How do I strengthen my arms after a mastectomy?
Raise your arms up to shoulder height, or whatever height you can without pulling on your drains, and lower them again a few times. Repeat this 3 or 4 times a day. These exercises help move lymph fluid out of your arm and help restore movement. You can exercise your affected arm while it’s raised.
What kind of exercise can I do after mastectomy?
In many cases, your surgeon may want you to start doing gentle stretching exercises, such as shoulder rolls or arm circles 2 or 3 days after surgery. Until you have your surgeon’s OK, don’t do any strenuous exercise such as high-impact aerobics, jogging, swimming, or lifting weights.
How do you prevent cording after a mastectomy?
- Stretching exercises. The key to recovery is consistently doing special exercises that stretch the cords and allow you to move your arm more freely and with less pain.
- Pain medication. The exercises can be uncomfortable.
- Laser therapy.
- Manual therapy.
How long after mastectomy can you raise your arms?
You may return to low-impact exercises after surgery once your pain is controlled and you feel comfortable. If you have breast reconstruction: You should not lift your arm above shoulder level until cleared by your plastic surgeon. You may return to low-impact exercises four weeks after surgery.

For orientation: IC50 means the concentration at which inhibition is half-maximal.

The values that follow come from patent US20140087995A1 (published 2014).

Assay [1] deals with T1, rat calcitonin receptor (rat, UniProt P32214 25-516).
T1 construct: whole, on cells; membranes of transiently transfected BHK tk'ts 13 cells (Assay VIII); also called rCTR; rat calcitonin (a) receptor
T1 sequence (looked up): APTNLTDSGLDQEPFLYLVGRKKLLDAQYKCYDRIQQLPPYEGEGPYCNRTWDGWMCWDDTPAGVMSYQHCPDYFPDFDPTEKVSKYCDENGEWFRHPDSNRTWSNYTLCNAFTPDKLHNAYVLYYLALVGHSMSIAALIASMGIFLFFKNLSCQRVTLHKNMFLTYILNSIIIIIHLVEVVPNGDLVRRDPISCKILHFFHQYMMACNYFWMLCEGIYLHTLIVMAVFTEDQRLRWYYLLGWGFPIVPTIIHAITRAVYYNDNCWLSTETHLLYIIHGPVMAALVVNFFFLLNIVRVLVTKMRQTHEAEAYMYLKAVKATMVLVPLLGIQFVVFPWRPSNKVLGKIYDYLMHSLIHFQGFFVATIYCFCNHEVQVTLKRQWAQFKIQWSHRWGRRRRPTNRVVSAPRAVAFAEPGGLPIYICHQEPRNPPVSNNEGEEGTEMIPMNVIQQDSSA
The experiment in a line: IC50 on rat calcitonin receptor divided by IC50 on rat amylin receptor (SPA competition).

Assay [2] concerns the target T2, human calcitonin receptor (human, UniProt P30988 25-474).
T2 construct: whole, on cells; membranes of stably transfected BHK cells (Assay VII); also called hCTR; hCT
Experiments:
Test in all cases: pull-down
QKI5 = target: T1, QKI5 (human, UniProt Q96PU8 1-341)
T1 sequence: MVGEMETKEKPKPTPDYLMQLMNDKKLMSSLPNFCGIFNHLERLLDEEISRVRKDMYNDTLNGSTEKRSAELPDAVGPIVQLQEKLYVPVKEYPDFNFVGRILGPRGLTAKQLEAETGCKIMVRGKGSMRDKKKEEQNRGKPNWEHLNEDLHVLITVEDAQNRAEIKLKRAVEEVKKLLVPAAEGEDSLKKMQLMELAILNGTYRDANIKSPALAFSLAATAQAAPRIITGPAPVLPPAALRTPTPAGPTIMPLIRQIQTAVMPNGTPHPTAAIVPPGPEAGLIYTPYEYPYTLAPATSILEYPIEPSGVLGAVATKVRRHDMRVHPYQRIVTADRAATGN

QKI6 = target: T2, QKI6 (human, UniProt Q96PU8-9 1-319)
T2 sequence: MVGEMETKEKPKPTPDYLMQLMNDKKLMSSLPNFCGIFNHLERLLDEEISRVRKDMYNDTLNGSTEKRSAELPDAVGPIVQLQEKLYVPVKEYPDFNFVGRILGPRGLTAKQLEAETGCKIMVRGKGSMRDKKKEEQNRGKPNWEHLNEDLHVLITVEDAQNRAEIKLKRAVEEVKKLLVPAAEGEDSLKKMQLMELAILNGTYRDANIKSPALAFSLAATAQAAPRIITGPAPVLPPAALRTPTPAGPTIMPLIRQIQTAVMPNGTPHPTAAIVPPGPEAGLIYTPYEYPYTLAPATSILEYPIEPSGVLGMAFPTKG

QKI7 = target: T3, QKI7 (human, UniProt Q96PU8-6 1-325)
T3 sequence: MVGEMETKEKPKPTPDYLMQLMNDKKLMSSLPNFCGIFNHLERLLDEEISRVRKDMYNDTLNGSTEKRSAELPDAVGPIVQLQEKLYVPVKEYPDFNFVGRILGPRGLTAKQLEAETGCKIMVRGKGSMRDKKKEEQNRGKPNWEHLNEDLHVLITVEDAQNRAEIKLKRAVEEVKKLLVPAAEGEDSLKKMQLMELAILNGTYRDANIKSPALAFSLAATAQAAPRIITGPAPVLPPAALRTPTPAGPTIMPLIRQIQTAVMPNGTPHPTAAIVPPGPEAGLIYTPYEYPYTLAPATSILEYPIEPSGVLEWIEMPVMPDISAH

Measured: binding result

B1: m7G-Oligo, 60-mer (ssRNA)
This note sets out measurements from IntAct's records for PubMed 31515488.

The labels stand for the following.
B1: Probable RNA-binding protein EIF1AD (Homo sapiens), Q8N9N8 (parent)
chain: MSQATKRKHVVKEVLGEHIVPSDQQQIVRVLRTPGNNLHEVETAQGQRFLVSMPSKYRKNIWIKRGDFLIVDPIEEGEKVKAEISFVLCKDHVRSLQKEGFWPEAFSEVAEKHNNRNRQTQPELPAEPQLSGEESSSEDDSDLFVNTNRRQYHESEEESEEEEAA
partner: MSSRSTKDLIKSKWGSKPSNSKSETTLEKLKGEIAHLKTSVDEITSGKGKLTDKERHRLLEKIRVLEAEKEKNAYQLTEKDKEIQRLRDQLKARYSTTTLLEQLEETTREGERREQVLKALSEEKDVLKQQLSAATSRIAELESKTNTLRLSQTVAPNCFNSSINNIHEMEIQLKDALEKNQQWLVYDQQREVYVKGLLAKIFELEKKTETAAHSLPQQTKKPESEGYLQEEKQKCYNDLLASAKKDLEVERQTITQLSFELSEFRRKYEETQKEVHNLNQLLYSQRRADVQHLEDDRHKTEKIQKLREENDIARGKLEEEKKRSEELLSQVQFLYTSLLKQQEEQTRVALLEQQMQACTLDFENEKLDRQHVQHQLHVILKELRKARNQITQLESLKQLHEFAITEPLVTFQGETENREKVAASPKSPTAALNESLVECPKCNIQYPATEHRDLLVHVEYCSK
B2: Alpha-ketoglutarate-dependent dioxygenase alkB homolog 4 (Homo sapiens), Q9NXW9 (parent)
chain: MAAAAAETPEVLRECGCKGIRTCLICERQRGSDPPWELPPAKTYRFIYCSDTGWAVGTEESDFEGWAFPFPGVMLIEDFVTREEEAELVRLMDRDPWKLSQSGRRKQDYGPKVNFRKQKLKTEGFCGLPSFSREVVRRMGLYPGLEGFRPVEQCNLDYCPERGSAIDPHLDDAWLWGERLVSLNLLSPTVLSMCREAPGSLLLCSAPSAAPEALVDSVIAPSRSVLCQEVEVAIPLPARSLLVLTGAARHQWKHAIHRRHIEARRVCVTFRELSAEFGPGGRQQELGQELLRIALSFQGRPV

What are the post-operative exercises?
- Ankle Range-of-Motion.
- Knee Extension.
- Straight Leg Raise.
- Knee Flexion–Seated.
- Heel Raises.
- Hip Abduction.
- Hip Extension.
How long after mastectomy can you lift your arms?
You should avoid repetitive motions with the arm on the surgical side, such as vacuuming, for two weeks after surgery. Avoid heavy lifting for 4 weeks.
How long sleep on back after mastectomy?
Sleep Positions After Breast Surgery Our board-certified plastic surgeons advise breast reconstruction patients to sleep on their backs for the first two weeks after surgery. Many women choose to sleep in a recliner during this time.
What does cording look like in arm?
Over a period of weeks, it gradually thickens and becomes palpable and visible, looking like a tight cord under the skin. It may be a thin cord, or there can be more than one cord, creating a thick web of hardened tissue in the axilla.